Chickens are amazing creatures. They are really tough in many respects and really fragile in others. A chest infection or eggbound oviduct can kill them quickly, whereas grave wounds can just seem like an annoyance and they pull through.
Take, for example, one of our beautiful, big Light Sussex girls. In the morning, as they burst out of the chicken Falcon to have breakfast, I didn’t even realise anything was amiss. Everyone ran around and had their breakfast in a frenzy of food gobbling excitement, I gave them a cursory glance over to see if anyone looked mopey, dull feathered or otherwise untoward and then headed to the Big Shed to help Stace with some stuff.
About half an hour later the chickens ran past in their excitable hurry to find the next tasty grub. There is usually one particular hen, or sometimes it’s the rooster leading the charge to the next feeding spot and everyone hurries along after, fearful of missing out or being separated from the flock (leaving them vulnerable to attack by our resident Magpies). The main group passed and then hobbling along behind trying to keep up was one of the big beautiful Light Sussex hens. With blood pouring out of her foot!
Stace and I raced over and grabbed her and were horrified to find that two of her toes were missing! They had been sheared clean off! Perplexed how it may have happened – perhaps she got her toes caught in the wire floor of the car as they all jumped out…I raced her off to the house for emergency medical treatment. For me it was an emergency…to the chook it just seemed like an annoyance because she wasn’t eating with the others!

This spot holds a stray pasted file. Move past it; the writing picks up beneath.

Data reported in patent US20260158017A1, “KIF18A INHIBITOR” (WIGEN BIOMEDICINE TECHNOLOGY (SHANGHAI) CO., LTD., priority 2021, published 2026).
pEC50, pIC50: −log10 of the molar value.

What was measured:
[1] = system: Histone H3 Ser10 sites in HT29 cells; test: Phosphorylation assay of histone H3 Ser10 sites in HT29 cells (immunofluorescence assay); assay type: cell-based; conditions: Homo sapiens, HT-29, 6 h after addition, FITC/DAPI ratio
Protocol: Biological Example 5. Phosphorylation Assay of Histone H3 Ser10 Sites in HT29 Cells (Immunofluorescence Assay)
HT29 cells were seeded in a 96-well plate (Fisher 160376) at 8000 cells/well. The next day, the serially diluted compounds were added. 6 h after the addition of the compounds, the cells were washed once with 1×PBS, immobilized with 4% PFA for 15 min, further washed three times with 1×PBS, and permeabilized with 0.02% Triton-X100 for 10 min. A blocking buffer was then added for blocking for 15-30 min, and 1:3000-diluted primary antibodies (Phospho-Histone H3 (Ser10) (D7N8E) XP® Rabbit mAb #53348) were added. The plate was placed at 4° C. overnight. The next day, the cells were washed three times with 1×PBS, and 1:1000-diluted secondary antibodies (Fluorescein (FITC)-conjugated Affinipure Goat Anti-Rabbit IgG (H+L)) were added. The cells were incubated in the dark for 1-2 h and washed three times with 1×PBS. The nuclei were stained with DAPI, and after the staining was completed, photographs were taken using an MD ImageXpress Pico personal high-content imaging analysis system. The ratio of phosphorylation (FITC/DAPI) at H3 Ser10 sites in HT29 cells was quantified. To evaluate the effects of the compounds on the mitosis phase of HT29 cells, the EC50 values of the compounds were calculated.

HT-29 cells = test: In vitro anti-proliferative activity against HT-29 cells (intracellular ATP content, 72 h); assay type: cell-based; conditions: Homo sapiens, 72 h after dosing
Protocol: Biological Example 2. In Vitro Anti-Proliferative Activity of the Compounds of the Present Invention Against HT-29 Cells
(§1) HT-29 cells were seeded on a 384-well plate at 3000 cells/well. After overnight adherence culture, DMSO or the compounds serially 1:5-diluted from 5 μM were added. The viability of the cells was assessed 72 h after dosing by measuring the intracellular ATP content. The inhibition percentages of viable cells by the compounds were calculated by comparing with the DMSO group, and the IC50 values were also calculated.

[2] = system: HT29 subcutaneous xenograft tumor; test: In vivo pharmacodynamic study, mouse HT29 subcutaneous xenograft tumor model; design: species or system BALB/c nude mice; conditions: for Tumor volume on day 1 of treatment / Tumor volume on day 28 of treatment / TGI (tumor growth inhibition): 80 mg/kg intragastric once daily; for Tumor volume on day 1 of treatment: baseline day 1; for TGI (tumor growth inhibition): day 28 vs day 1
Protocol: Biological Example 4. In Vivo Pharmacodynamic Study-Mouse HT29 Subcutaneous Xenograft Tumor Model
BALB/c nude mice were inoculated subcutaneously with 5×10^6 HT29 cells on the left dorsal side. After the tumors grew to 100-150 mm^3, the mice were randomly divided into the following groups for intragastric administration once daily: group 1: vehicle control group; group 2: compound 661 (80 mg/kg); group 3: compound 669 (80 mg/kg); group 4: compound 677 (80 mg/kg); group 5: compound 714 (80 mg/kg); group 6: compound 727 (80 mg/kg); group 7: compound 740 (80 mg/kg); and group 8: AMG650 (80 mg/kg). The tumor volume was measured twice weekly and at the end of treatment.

I bathed the foot and inspected the wound closer. Two of her toes had been cut off from the first knuckle. She patiently let me bathe her foot in a warm saline solution, then treat her with antiseptic and bandage the would. We set up a clean and dry hospital cage outside the back door and although perplexed by her new bandage, she settled in well.
We inspected the chook Falcon but couldn’t work out exactly what had happened. No toes remained…likely they were gobbled up by an over eager breakfast eater! Eeew.
Each day I would change the dressing and ensure that the wound was healing well and she was bestowed with the name Peggy…short for, you guessed it, Pegleg. It looked horrific, but the healing process was amazing, with the skin growing over the exposed bone.
Eventually it was healed enough for the Great Outdoors and Peg had taught herself how to balance on her limited number of toes. She is going great now, with no hint of a limp or disability – you can’t tell her from her Light Sussex sister. She has adapted her scratching technique and forges on in her chookie way. What a trooper is our Peggy!